A Christian pastor protested India’s groundbreaking ruling on gay sex by holding a demonstration in a South Indian courthouse on Monday.
Father Felix Jebasingh of Puliakulam Church warned passersby at the district court in Coimbatore — the second-largest city in the state of Tamil Nadu — that decriminalizing homosexuality would result in the “destruction of the society.”
“Please do not support the court judgment,” Jebasingh claimed, adding as he was led away by police: “The Jesus Christ is arriving. His arrival is imminent. God has destroyed the cities of Sodom and Gomorrah using fire and sulphur because they allowed homosexuality. […] Don’t support homosexuality.”
The pastor was taken to a nearby police station in the city of 1.6 million, the Times of India reports. He was later released.
Yesterday’s incident was a rare public protest in the days since India struck down its 168-year-old law banning sodomy. In a unanimous ruling, a five-judge panel commissioned by the India Supreme Court claimed Section 377 of the Penal Code — a colonial law prohibiting offenses “against the order of nature” — is “irrational, arbitrary and indefensible.”
“Any consensual sexual relationship between two consenting adults — homosexuals, heterosexuals, or lesbians — cannot be said to be unconstitutional,” claimed Chief Justice Dipak Misra as opinions were read aloud Thursday morning.
Security forces noted that legalizing same-sex intercourse in a country where the majority of citizens hold deeply conservative views on homosexuality had the potential to trigger demonstrations. GardaWorld, a private firm based in Canada, sent a news alert on Thursday claiming protests were likely over the next three days.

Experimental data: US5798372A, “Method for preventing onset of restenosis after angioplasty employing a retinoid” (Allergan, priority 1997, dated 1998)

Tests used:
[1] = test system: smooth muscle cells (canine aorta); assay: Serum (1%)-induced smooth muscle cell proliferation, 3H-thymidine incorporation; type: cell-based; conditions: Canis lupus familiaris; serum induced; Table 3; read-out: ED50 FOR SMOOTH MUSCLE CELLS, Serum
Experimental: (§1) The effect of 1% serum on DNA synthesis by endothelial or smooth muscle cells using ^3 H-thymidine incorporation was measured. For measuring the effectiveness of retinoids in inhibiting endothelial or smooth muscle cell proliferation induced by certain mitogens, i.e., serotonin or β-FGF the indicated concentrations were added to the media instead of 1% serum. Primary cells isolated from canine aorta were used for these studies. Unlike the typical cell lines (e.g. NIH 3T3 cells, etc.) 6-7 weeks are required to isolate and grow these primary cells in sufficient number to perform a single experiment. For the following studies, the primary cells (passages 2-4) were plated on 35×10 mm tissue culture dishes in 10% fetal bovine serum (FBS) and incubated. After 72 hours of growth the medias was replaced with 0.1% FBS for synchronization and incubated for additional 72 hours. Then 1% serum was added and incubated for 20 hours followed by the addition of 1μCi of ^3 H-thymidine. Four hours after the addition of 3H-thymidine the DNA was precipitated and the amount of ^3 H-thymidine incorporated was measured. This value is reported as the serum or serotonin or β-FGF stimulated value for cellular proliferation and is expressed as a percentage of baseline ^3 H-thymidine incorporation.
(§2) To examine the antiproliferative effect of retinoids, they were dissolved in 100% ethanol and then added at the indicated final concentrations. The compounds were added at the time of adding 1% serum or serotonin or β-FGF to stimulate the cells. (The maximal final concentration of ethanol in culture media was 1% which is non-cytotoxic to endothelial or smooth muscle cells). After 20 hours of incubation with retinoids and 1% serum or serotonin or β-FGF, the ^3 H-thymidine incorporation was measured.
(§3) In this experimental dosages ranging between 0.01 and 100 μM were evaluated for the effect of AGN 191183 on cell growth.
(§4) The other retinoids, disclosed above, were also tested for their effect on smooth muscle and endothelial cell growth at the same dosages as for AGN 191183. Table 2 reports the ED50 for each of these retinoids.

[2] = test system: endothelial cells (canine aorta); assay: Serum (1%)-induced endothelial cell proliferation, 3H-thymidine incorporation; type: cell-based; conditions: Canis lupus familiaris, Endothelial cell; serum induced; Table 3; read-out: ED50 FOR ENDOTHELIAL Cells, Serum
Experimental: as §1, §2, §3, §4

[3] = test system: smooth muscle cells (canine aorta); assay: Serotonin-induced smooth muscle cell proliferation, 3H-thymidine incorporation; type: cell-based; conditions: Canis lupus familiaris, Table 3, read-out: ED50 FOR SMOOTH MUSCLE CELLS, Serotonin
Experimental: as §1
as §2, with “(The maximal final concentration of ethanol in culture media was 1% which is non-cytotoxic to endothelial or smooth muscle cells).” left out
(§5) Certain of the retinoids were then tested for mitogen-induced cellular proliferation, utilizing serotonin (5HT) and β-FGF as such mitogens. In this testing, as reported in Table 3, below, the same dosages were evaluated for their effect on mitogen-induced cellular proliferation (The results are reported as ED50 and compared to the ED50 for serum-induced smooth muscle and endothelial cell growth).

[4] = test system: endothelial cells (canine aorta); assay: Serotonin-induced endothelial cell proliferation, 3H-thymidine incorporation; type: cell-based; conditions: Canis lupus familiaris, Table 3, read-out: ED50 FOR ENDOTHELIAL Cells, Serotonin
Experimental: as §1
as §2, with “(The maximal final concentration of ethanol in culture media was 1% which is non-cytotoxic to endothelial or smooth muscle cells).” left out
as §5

While backlash to the ruling has been notably muted, celebrations across the country of 1.3 billion have been widespread.
In cities like Mumbai, Bangalore, and New Delhi, supporters of LGBTQ rights marched with rainbow flags, danced in the streets, and released balloons in honor of the historic achievement.
Keshav Suri, one of the dozen plaintiffs who fought to overturn Section 377, claimed he “cried” when the decision came down.
“It felt validating, exciting, [and] emotional,” Suri, a hotel manager who married his partner of a decade earlier this year, told National Public Radio. “[…] And more importantly, I felt an acceptance of my existence.”
Arif Jafar, who spent a month and a half in prison after being prosecuted under Section 377, said that what meant most to him was Justice Indu Malhotra’s call for Indian citizens to ask forgiveness from the LGBTQ community. He claimed queer and trans people are owed an apology “for the ostracization and persecution they faced because of society’s ignorance.”
“Those words really mean a lot to us,” he said. “Today’s ruling has made my 30-year journey worth it.”
While supporters of Section 377 claim the anti-sodomy law was rarely enforced, LGBTQ people were frequently jailed, blackmailed, and harassed under the penal code. In 2018, at least 2,187 documented cases of “unnatural offenses” were prosecuted.
Advocates say decriminalizing homosexuality could inspire other former British colonies to do the same; more than 40 countries have similar laws on the books.
But in the face of Jebasingh’s fears of a queer India, the decision could also lead to further progress in the peninsular nation. Support for LGBTQ rights has consistently grown over the past three decades. Whereas just .7 percent of Indians claimed to be “broadly supportive” of homosexuality in 1990, 30.3 percent of respondents in a 2014 World Values Survey had no problem with same-sex relationships.
LGBTQ supporters still have a lot of work to do, however, before queer and trans people are treated as equal in Indian society. An estimated six in 10 young people still believe homosexuality is wrong, according to a 2016 youth survey.
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